The major finding was that the expression of NNMT in skeletal muscle was consistently increased after the intervention with a concomitant increase of pMNA. In connection, nicotinamide riboside kinase 2 (ITGB1BP3) and poly [ADP-ribose] polymerase 1 (PARP1), proteins involved in the NAD+-salvage pathway, were found to have lower expression after the intervention. Fasting alone increased the pMNA concentration and eating a meal, when pMNA was high, reduced pMNA to approximately 0.07 μM after 3 h. Interestingly, while the concentration of NA was not significantly changed at the severely energy deficient state (Fig. 1b), a concomitant increase in NA was seen with the increase of MNA in response to fasting alone (Fig. 2). NNMT has recently been shown to regulate energy expenditure with elevated expression in WAT in obese and diabetic mice13. Knockdown of NNMT in WAT and liver in mice protects against diet-induced obesity by increasing cellular energy expenditure. However, these experiments were not performed in tissue-specific mouse models and a possible effect of skeletal muscle NNMT knockdown was not considered13. Chronic MNA treatment lowers fasting glucose levels and prolongs the survival of rats with streptozotocin-induced diabetes16. Patients with T2D show approximately two fold higher expression of NNMT in WAT compared to healthy controls17 and elevated levels of MNA both in the circulation17,18 and in urine19. The pMNA level is positively correlated with BMI17,19, inversely with insulin sensitivity17 and bariatric surgery has been shown to reduce both WAT NNMT expression and the level of pMNA17. In liver, NNMT is a positive regulator of gluconeogenesis, via a sirtuin 1-dependent mechanism and MNA stimulates gluconeogenesis in primary hepatocytes15. In addition, here we show that MNA also has the ability to stimulate lipolysis in isolated rat adipocytes, but has no effect on the release of insulin or the starvation hormone glucagon from human islets of Langerhans. Out of the 47 measured metabolites in media from cultured human myotubes, the MNA concentration was most strongly correlated with that of α-HB. α-HB has been suggested to be an early biomarker of insulin resistance and a predictor of glucose intolerance20,21. The results presented here clearly demonstrate that the NNMT-MNA axis plays an important role as a regulator of energy metabolism, supported by previous studies13,15,17. In addition, data presented in literature13,16,17,18,19 also show that a perturbation of this mechanism is seen in obesity and T2D. Taken together, these results suggest that pMNA could be a potential biomarker for metabolic flexibility22,23 and possibly be used as an early marker for metabolic disease.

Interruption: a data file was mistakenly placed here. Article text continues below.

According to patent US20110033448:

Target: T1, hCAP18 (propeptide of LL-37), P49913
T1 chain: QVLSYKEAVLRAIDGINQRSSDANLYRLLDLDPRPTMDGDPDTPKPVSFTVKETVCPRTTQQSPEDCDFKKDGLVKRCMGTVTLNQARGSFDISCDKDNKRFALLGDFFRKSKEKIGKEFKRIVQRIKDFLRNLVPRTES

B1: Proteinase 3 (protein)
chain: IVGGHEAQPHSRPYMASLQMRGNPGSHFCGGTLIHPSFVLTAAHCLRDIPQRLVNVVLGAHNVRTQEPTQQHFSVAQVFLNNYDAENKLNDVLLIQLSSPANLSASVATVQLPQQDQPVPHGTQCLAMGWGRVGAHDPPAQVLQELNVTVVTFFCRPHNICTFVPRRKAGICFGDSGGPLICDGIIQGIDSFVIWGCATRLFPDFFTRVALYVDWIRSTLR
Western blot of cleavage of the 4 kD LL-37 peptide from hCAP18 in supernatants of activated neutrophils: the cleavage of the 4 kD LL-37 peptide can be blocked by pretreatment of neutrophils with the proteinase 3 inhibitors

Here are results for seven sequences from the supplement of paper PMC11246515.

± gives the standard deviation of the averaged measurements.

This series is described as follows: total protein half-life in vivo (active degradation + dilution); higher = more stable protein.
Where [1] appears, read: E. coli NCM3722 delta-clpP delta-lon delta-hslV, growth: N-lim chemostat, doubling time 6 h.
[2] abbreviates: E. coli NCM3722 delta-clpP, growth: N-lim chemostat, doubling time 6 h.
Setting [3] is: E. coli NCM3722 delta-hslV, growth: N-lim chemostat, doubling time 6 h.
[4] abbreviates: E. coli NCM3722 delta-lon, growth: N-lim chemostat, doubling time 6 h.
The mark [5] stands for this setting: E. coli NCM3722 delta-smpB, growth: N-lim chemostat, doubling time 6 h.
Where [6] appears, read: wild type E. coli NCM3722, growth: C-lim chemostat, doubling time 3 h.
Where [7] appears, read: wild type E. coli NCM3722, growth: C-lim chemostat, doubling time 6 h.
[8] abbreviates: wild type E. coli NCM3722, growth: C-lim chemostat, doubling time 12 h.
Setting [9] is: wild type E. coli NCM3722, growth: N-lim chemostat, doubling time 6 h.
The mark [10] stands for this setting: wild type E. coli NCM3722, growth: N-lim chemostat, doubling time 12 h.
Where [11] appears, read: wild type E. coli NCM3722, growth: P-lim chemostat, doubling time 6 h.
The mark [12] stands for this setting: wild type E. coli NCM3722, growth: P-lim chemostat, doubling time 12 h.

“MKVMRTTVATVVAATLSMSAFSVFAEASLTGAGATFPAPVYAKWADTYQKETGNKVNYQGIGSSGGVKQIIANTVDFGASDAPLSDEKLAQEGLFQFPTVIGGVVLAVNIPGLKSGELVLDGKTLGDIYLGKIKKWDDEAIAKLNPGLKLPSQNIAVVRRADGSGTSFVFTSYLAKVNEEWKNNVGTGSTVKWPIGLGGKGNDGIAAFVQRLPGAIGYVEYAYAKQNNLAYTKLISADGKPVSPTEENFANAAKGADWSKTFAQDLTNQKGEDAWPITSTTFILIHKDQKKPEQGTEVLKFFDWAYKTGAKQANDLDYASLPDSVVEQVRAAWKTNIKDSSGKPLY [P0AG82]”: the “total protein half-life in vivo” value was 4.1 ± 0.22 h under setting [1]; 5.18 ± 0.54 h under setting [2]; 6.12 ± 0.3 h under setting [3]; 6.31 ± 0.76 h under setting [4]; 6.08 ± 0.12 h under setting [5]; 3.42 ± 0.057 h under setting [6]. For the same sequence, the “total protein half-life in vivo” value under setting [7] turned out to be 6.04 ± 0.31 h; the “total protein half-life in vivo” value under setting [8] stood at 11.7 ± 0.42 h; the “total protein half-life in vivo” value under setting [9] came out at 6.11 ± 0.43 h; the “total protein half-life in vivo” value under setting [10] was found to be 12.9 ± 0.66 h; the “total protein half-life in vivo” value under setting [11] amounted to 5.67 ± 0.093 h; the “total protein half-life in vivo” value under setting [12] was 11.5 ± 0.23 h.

Here we show an increase of muscle NNMT protein and pMNA concentrations after exercise and caloric restriction. It has previously been reported that a 12-week exercise intervention led to a reduction of WAT NNMT expression in prediabetic and diabetic individuals, but no change in healthy controls17. The effect on pMNA was not measured. In contrast, a single bout of endurance exercise increased liver NNMT activity and pMNA24. However, the increased pMNA level observed after exercise could not be explained by the regulation of liver NNMT, as liver NNMT activity was not increased after exercise in IL-6 knockout mice, but yet led to an increase of pMNA24. Although adipocytes have been shown to secrete MNA25, the increased pMNA seen after exercise cannot be explained by expressional regulation of NNMT in WAT or the liver. The data presented here suggest that this elevated pMNA concentration could be explained by release of pMNA from skeletal muscle under exercise and/or fasting conditions. However, in the metabolically unhealthy, i.e. obese, prediabetic or T2D states, a correlation between WAT NNMT expression and the fasting pMNA level have been described17, indicating that a dysregulation of the NNMT-MNA axis in WAT may play a greater role under such conditions. How regulation of muscle NNMT activity influences metabolism in prediabetic and diabetic individuals remains to be studied, as all individuals examined here were non-diabetic. However, the duration of fasting should be considered in all comparisons, as our results showed an initial increase and subsequent decrease in pMNA levels after fasting.